193 Parties agreed to the Paris Agreement at COP21 last year. This agreement strengthened the global response to the threat of climate change, promising to keep the global temperature rise well below 2 degrees Celsius.
The Agreement went into force on 4 November 2016, right before COP22 that took place in Marrakech earlier this month. It may not have enjoyed the same momentum and exposure as last years’ edition in Paris, yet COP22 was another step forward.
What did COP22 bring to the table?
COP22's key focus was “implementation”. Politicians, countries and organizations used this year’s event as a platform to announce new initiatives, strategies and financial plans. Even long-term strategies were shared amongst some key countries such as Germany, Mexico and Canada.
One of main outcomes of COP22 was the urge for financial commitment. Developed countries re-affirmed their intention to continue their existing collective goal to mobilize USD 100 billion per year by 2020 and extend this until 2025. At first glance, this investment seems to be intended for scaling up efforts and support actions to reduce emissions, as well as for upholding and promoting regional and international cooperation.
The US delivered its roadmap, which promises an 80% reduction in its emissions by 2050. Although it remains unclear how this roadmap will evolve with President-elect Trump policies, positive sings are coming from the market side. In a memorandum, more than 400 companies and NGO’s, with a market cap of USD 4 trillion, stressed the importance of climate change and the effect on welfare.
What also struck me, were two findings presented at COP22 by different panels. The first one demonstrated the latest findings from the Global Carbon Project. The results showed that there was almost no increase in annual CO2 emissions between 2014 and 2016. Encouraging results, yet far from being what we need to keep the global temperature rise well below 2 degrees Celsius.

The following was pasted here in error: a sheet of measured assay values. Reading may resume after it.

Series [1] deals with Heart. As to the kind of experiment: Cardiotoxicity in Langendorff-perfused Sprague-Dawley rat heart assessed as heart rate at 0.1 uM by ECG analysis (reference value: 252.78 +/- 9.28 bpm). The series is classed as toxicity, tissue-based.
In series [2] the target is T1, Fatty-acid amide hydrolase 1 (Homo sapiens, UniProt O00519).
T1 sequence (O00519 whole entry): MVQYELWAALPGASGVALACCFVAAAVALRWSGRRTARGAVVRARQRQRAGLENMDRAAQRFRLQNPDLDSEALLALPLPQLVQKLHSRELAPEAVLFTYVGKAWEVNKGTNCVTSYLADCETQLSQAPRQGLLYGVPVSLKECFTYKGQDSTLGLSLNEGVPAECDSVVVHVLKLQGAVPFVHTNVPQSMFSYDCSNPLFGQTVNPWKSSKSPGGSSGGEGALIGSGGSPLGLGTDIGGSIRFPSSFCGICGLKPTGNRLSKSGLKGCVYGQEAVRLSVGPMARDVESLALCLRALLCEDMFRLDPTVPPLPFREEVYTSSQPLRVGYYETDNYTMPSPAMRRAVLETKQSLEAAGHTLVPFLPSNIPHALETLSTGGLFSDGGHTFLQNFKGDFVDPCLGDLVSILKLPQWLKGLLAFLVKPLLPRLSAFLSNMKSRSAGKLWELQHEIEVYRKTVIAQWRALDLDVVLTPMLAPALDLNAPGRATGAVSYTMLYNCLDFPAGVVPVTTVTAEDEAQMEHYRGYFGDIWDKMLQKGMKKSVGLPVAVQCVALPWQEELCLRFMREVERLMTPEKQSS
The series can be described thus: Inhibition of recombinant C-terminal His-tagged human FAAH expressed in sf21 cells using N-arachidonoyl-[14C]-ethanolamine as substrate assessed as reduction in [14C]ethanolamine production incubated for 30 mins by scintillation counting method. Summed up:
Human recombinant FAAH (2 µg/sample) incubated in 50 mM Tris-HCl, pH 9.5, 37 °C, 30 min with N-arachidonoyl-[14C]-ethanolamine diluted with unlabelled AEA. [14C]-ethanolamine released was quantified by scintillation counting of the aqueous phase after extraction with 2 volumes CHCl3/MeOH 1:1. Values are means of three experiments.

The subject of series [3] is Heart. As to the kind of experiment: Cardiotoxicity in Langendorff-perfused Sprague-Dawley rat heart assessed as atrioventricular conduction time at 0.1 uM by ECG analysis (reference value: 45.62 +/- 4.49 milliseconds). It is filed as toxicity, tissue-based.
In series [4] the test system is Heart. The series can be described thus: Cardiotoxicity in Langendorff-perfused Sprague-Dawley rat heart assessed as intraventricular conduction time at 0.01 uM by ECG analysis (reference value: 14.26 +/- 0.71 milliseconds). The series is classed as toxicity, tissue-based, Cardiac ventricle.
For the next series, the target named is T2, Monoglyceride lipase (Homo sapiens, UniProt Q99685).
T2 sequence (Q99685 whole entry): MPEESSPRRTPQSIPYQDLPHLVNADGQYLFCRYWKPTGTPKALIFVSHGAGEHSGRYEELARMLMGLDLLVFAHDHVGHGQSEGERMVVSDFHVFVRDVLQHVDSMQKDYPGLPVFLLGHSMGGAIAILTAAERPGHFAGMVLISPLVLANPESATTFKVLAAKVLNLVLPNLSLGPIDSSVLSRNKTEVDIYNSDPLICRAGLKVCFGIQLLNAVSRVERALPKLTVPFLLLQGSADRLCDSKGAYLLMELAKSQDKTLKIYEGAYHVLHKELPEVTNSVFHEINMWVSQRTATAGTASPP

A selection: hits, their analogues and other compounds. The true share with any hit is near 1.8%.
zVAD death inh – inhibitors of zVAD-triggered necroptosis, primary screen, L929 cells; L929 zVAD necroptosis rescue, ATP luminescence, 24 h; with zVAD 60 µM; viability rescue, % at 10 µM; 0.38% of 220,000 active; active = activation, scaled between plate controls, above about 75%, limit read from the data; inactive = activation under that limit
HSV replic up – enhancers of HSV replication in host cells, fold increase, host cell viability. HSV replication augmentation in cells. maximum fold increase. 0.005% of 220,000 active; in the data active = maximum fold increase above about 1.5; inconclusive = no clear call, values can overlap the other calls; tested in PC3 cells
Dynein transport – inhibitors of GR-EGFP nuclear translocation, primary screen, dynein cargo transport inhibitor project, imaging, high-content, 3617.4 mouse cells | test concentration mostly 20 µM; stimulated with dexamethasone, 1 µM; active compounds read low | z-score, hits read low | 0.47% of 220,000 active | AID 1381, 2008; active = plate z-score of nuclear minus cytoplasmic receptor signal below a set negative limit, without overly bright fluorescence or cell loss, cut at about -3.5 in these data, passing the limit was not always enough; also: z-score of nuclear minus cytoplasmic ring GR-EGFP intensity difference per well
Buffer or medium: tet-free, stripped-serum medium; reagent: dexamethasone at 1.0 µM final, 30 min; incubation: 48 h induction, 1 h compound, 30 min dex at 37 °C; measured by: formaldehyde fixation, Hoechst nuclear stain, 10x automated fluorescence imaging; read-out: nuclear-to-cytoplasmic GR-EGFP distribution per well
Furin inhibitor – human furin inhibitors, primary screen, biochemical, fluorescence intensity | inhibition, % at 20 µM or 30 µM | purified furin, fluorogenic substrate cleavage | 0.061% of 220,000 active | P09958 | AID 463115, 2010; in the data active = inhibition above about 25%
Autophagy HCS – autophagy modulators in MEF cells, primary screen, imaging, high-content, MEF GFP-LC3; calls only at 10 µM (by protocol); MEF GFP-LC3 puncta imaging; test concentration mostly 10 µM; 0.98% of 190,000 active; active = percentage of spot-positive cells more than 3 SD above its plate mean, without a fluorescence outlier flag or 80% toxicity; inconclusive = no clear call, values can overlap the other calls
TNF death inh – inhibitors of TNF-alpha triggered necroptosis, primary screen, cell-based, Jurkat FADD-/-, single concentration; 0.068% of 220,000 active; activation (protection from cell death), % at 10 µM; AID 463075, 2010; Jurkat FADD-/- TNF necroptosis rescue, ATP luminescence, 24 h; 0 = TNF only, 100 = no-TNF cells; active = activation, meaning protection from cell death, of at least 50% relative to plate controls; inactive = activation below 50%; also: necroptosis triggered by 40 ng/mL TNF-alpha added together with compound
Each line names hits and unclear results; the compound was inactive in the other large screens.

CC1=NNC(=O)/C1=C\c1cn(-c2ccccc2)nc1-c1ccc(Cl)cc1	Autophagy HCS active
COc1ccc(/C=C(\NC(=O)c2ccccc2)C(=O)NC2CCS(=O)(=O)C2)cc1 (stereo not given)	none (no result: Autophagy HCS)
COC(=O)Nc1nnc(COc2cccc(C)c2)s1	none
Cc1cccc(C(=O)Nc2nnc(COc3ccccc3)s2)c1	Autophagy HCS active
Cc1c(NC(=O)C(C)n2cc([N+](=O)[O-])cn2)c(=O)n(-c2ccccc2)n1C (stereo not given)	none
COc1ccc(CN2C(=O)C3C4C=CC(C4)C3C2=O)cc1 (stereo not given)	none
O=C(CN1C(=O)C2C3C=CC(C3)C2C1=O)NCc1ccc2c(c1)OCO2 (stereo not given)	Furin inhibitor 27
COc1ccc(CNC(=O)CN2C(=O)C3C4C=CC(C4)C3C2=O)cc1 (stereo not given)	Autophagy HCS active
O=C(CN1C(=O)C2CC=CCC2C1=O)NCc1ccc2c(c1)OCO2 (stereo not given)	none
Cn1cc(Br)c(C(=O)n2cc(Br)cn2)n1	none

The second panel showed the growth in clean energy investment (especially in China, Africa, the US, Latin America and India in 2015), driving the world total to its highest ever figure - $328.9bn. This figure's up 4% from 2014’s revised $315.9bn, and beats the previous record set in 2011 by 3% (see graph below). This means that, from a global outlook, hundreds of millions of workers are now becoming more and more dependent on the renewable energy industry.
We had the honor to present ourselves at COP22, as we supported the summit by installing the first charging station in Morocco. In addition, we installed 18 more charging ports across the city of Marrakech, including its main airport. Throughout the summit, it became clear that the need for a transition towards more sustainable transportation is high. Many of the attendants pointed out the enthusiasm surrounding, and the increase of EV adoption. Many believed that we may soon reach a turning point, where we’ll be able to increase electric vehicle sales across the world exponentially.
According to the World Bank, CO2 emissions from transport equals to 20% of the total CO2 emissions transmitted worldwide.
The graph above shows the impact of road transport and how electric mobility can help drivers around the world move to a more sustainable way of transport. For this to happen though, we need all stakeholders to work together. From OEMs and municipalities, to energy and utility companies, as well as electric vehicle charging operators. A smart and green charging infrastructure, along with energy-efficient smart charging technology, will be key for the rollout for electric vehicles and the adoption of electric driving.
So despite being away from the spotlights, COP22 managed to showcase solid progress that’s made by countries in implementing last year’s Paris Agreement. We now have the mandate to set out long-term decabornization strategies, and to set out our plans in the first half of this century.
The Marrakech Movement empowered me. Like UN Secretary-General Ban Ki-moon put it during COP22, “We need everyone”. Engagement and implementation of the Paris Climate Accord needs to happen across waters, across societies. The time to act is now.